By Jessica Suarez
Photo courtesy Rasputina.com
Arizona Daily Wildcat
Thursday October 24, 2002
With three cellos and more fuzz than the Melvins, Rasputina makes for an ensemble that is not only amazing, but an original idea that is rarely seen today. The "group" has been together for the past 11 years, with members coming and going in between. Rasputina fuses rock, classical, folk tales and humor to make a collage of melodies that gives birth to a unique brand of music. The Arizona Daily Wildcat was able to speak with the only original member, Melora Creager, to find out what her take is on the state of music, touring and being positive goths.
Wildcat: Have you ever played in Tucson before?
Creager: No, but I got my beloved cello at the (Chicago) music store. A friend had heard about that store, we drove from Las Vegas just to get it. My cello is so wonderful.
Wildcat: How collaborative is Rasputina as far as songwriting goes?
Creager: It's not very collaborative. The live show is a good part of what we do, and that's totally collaborative, obviously.
Wildcat: Why do you think it has been hard to keep members?
Creager: It's a hard job, that's why people go in and out so much. Touring is hard on your body.
Wildcat: Did you learn to play cello as a child?
Where and When
Rasputina is playing at Club Congress, 311 E. Congress St., tonight at 9. The event is all ages.
For more information on the band go to http://www.rasputina.com.
Creager: I started playing cello when I was nine. I stopped from the time I was 14 until I was about 19. I didn't want to be involved in the orchestra scene. People have a really personal response to that instrument.
Wildcat: On your Web site it says that Rasputina are "positive goths"?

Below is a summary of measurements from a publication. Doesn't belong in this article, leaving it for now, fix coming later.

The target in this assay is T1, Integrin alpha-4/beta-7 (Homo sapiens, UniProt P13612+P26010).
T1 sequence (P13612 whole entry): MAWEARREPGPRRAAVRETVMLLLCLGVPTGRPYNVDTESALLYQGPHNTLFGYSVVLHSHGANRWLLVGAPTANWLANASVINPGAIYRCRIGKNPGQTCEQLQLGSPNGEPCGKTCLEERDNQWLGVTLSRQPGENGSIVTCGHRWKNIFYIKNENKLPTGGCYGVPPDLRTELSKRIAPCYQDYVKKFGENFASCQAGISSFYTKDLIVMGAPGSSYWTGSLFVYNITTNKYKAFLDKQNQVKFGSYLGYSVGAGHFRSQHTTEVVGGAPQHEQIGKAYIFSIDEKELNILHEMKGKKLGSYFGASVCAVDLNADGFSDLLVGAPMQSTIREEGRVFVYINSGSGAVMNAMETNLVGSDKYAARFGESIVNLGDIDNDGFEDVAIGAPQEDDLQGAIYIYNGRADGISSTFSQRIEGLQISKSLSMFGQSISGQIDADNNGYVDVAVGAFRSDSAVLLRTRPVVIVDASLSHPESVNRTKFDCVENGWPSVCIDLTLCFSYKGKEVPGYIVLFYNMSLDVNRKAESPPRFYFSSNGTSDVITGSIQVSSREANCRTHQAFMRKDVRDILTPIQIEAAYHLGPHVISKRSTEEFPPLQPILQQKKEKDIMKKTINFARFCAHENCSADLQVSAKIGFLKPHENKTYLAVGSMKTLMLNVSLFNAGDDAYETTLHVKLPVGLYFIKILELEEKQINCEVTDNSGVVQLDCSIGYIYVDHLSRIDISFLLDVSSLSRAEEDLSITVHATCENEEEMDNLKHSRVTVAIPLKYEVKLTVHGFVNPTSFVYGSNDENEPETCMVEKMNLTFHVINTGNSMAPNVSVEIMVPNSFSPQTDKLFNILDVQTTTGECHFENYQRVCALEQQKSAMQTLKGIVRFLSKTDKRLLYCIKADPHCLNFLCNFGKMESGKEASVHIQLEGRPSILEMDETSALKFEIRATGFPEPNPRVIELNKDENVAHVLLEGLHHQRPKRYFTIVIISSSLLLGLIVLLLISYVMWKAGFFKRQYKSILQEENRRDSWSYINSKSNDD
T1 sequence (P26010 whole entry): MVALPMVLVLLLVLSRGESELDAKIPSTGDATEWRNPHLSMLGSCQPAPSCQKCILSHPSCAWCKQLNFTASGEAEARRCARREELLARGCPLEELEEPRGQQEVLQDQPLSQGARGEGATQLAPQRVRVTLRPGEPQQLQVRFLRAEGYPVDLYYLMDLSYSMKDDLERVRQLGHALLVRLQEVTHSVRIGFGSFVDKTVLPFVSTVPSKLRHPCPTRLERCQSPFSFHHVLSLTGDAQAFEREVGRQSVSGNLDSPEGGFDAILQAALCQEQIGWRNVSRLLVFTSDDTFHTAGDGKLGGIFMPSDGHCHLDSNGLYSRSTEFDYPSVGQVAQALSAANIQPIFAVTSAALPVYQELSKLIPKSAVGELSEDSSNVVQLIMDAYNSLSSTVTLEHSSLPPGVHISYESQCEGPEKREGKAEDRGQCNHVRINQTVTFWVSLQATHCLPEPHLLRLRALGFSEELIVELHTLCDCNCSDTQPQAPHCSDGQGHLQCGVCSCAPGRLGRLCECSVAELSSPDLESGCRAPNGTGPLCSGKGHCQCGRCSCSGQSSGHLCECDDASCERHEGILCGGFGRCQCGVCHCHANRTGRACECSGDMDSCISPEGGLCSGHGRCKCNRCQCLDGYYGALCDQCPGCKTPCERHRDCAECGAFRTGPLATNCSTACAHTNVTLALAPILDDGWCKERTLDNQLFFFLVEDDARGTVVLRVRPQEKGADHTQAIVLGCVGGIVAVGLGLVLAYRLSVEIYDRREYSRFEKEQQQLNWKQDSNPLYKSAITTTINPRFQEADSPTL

Creager: We don't wear black, we wear white. We're the opposite of goth.
Wildcat: Have you always played cello in bands?
Creager: I played in more conventional rock bands, and the cello was more like decoration. But I wanted it to be heard. I just wanted to do my own shows. We just learned about it (cello), and tried get better and better at performing. When we first started, we didn't really sound that good. The idea (of playing cello in a rock-type band) always attracted people.
Wildcat: How do you feel about bands dressing up or having an image while they perform?
Creager: It's part of your responsibility to give it (performing) everything you've got, in every respect. I don't think it's gimmicky or fake.
Wildcat: What do you think people take from your shows?
Creager: The beauty of the shows.
Wildcat: Do you attract a certain type of crowd at your shows?
Creager: There are a few people who will really respond, some middle-aged people, lots of goth kids, and some frat-looking guys.
Wildcat: How do people react at metal shows when they see three girls with cellos open up?
Creager: We're a lot heavier than people think. People who don't know us are always surprised, the sounds that can come out of our cellos surprise people too.
Wildcat: What will you be doing after the tour?
Creager: We're not going to tour for a while because we're recording and we'd like to put the new record out in the spring.